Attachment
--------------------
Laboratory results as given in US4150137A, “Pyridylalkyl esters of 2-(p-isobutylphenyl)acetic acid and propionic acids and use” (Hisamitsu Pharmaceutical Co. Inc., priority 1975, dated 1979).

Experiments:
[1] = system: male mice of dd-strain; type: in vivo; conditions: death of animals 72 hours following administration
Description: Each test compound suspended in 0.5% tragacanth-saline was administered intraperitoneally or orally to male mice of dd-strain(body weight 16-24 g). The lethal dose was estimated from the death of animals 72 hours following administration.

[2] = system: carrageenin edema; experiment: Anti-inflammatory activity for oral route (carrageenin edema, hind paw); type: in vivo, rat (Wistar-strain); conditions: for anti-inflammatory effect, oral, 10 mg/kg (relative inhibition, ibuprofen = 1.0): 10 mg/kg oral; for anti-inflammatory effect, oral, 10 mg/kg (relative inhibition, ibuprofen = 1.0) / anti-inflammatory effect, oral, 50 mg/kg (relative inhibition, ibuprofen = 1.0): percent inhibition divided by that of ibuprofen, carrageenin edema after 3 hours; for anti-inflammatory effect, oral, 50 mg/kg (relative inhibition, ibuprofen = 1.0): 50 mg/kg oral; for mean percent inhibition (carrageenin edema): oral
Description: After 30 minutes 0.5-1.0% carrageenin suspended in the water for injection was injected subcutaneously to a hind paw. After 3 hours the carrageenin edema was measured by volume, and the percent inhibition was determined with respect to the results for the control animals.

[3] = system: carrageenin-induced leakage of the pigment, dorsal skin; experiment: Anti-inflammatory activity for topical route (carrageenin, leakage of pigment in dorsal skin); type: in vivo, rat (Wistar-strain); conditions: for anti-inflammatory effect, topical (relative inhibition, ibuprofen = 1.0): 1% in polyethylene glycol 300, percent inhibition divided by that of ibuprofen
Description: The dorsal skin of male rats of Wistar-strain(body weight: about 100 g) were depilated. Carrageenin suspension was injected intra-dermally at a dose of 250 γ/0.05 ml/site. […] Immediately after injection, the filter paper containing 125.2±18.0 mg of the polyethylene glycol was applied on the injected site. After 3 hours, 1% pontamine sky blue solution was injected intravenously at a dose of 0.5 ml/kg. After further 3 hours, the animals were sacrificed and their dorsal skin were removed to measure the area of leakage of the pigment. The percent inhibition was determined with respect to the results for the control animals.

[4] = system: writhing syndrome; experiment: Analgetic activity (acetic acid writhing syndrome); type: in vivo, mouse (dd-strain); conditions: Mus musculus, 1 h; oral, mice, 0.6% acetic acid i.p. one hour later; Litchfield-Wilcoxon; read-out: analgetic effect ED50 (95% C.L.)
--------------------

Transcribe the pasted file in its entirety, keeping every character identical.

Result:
Laboratory results as given in US4150137A, “Pyridylalkyl esters of 2-(p-isobutylphenyl)acetic acid and propionic acids and use” (Hisamitsu Pharmaceutical Co. Inc., priority 1975, dated 1979).

Experiments:
[1] = system: male mice of dd-strain; type: in vivo; conditions: death of animals 72 hours following administration
Description: Each test compound suspended in 0.5% tragacanth-saline was administered intraperitoneally or orally to male mice of dd-strain(body weight 16-24 g). The lethal dose was estimated from the death of animals 72 hours following administration.

[2] = system: carrageenin edema; experiment: Anti-inflammatory activity for oral route (carrageenin edema, hind paw); type: in vivo, rat (Wistar-strain); conditions: for anti-inflammatory effect, oral, 10 mg/kg (relative inhibition, ibuprofen = 1.0): 10 mg/kg oral; for anti-inflammatory effect, oral, 10 mg/kg (relative inhibition, ibuprofen = 1.0) / anti-inflammatory effect, oral, 50 mg/kg (relative inhibition, ibuprofen = 1.0): percent inhibition divided by that of ibuprofen, carrageenin edema after 3 hours; for anti-inflammatory effect, oral, 50 mg/kg (relative inhibition, ibuprofen = 1.0): 50 mg/kg oral; for mean percent inhibition (carrageenin edema): oral
Description: After 30 minutes 0.5-1.0% carrageenin suspended in the water for injection was injected subcutaneously to a hind paw. After 3 hours the carrageenin edema was measured by volume, and the percent inhibition was determined with respect to the results for the control animals.

[3] = system: carrageenin-induced leakage of the pigment, dorsal skin; experiment: Anti-inflammatory activity for topical route (carrageenin, leakage of pigment in dorsal skin); type: in vivo, rat (Wistar-strain); conditions: for anti-inflammatory effect, topical (relative inhibition, ibuprofen = 1.0): 1% in polyethylene glycol 300, percent inhibition divided by that of ibuprofen
Description: The dorsal skin of male rats of Wistar-strain(body weight: about 100 g) were depilated. Carrageenin suspension was injected intra-dermally at a dose of 250 γ/0.05 ml/site. […] Immediately after injection, the filter paper containing 125.2±18.0 mg of the polyethylene glycol was applied on the injected site. After 3 hours, 1% pontamine sky blue solution was injected intravenously at a dose of 0.5 ml/kg. After further 3 hours, the animals were sacrificed and their dorsal skin were removed to measure the area of leakage of the pigment. The percent inhibition was determined with respect to the results for the control animals.

[4] = system: writhing syndrome; experiment: Analgetic activity (acetic acid writhing syndrome); type: in vivo, mouse (dd-strain); conditions: Mus musculus, 1 h; oral, mice, 0.6% acetic acid i.p. one hour later; Litchfield-Wilcoxon; read-out: analgetic effect ED50 (95% C.L.)